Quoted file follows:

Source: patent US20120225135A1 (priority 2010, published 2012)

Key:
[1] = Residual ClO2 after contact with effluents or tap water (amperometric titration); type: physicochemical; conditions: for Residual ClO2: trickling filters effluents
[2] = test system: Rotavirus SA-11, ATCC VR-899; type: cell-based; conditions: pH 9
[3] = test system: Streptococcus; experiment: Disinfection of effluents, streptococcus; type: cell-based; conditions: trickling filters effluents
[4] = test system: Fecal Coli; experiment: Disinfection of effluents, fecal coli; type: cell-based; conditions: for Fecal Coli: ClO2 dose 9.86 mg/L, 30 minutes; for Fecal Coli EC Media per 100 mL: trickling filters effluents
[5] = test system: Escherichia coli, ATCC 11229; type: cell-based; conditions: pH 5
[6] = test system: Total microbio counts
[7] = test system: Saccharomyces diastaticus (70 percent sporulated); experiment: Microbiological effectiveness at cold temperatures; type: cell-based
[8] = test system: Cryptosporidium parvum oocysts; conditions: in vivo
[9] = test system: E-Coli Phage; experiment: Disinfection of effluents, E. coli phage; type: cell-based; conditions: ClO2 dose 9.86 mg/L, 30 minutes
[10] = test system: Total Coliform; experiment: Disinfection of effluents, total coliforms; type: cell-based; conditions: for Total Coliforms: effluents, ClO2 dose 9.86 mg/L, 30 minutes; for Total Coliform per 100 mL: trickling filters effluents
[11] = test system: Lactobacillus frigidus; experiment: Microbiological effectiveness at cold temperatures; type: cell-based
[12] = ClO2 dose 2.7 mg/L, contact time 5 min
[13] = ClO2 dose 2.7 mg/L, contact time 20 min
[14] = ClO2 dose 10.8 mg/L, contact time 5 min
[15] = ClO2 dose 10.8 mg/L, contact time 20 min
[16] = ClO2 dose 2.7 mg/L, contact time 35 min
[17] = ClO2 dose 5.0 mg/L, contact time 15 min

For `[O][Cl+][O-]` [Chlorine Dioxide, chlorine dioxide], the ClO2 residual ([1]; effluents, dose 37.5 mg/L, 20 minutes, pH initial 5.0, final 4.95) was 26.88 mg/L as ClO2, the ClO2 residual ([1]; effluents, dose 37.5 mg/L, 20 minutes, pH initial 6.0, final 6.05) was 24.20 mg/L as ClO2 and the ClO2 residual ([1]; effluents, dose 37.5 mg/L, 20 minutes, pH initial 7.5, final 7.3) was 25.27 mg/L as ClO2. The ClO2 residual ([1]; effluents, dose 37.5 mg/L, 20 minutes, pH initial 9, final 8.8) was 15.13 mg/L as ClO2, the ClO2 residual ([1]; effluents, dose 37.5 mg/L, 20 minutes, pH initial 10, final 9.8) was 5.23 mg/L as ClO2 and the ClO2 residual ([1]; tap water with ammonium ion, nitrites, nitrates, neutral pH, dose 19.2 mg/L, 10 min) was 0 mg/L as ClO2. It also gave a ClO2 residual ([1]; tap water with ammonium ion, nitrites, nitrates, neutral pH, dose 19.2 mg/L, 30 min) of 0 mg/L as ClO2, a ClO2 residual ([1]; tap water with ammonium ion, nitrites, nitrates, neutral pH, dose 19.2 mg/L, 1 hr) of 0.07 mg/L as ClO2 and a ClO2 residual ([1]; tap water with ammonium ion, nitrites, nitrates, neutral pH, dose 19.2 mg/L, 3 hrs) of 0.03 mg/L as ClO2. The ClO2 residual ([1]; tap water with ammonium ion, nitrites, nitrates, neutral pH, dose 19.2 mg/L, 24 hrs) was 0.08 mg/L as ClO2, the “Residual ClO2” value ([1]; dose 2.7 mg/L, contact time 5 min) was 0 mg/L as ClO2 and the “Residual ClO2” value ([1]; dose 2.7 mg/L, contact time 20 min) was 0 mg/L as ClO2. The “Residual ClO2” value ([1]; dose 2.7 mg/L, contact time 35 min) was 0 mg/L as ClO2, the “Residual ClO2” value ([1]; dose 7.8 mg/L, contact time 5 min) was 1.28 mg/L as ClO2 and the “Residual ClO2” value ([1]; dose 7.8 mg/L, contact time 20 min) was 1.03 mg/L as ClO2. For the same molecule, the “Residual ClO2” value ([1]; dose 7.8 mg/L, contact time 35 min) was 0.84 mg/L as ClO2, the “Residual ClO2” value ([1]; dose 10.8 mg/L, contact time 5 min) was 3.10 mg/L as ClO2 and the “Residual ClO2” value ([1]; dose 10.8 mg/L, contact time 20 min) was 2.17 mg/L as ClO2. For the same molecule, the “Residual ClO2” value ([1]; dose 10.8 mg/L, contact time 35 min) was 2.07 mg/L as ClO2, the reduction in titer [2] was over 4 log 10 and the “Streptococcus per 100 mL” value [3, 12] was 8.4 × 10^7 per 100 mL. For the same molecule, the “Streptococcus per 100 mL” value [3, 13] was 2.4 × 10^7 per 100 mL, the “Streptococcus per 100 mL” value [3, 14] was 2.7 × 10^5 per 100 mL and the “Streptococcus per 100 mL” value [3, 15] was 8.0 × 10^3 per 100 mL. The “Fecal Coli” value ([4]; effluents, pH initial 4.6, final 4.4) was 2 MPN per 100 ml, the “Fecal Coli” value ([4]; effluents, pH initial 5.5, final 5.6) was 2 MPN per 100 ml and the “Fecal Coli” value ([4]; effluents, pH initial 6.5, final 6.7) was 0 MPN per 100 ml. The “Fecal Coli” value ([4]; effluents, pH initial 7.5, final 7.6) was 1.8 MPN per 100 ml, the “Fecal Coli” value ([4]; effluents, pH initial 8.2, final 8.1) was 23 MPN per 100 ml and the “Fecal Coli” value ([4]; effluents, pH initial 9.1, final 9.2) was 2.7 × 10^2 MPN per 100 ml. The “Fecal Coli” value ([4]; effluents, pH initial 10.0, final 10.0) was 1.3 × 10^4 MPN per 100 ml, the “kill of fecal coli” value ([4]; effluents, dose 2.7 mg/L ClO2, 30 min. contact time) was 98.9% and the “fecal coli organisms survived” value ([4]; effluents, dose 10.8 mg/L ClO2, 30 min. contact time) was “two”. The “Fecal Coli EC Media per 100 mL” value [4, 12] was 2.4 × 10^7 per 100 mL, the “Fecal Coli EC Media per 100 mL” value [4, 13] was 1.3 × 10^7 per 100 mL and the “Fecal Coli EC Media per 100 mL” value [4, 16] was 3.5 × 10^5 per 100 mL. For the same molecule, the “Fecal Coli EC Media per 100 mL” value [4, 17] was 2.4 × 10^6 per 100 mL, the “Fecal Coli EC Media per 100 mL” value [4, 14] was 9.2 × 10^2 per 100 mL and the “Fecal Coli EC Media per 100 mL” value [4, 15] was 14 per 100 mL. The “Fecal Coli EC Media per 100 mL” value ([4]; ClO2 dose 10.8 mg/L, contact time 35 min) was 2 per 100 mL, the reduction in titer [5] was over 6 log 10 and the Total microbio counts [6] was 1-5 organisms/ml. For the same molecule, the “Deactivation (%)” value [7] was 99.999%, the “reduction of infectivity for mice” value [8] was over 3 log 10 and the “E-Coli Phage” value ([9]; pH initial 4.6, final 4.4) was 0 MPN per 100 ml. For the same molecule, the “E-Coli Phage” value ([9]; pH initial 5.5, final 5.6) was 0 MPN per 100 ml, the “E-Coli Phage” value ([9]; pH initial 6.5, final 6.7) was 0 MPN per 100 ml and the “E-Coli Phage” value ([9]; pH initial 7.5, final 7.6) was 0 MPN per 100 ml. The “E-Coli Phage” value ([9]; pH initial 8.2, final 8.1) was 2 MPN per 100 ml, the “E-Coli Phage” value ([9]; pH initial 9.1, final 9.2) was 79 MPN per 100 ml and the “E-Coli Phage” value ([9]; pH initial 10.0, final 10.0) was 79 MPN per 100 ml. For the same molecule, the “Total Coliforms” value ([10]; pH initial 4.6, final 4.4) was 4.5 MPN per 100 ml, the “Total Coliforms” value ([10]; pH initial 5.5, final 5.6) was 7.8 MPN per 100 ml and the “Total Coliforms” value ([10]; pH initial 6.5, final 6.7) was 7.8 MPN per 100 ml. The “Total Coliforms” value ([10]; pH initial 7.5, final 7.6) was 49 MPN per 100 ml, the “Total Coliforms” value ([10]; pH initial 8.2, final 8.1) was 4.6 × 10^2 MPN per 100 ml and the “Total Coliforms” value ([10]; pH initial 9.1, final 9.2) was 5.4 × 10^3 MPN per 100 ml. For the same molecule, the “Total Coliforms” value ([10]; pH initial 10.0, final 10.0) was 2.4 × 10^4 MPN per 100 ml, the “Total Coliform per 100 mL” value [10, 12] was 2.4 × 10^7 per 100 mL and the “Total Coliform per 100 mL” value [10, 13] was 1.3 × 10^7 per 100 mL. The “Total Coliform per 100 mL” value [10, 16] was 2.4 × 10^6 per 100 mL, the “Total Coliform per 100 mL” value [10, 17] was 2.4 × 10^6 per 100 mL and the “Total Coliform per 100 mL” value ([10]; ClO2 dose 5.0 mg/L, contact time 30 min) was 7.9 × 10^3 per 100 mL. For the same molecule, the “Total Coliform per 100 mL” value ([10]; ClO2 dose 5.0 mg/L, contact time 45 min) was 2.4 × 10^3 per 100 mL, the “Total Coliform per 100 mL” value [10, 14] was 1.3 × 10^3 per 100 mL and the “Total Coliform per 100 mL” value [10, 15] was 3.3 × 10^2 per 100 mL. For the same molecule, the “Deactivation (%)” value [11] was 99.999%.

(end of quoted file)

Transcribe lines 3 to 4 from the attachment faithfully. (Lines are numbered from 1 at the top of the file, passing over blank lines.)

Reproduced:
[1] = Residual ClO2 after contact with effluents or tap water (amperometric titration); type: physicochemical; conditions: for Residual ClO2: trickling filters effluents
[2] = test system: Rotavirus SA-11, ATCC VR-899; type: cell-based; conditions: pH 9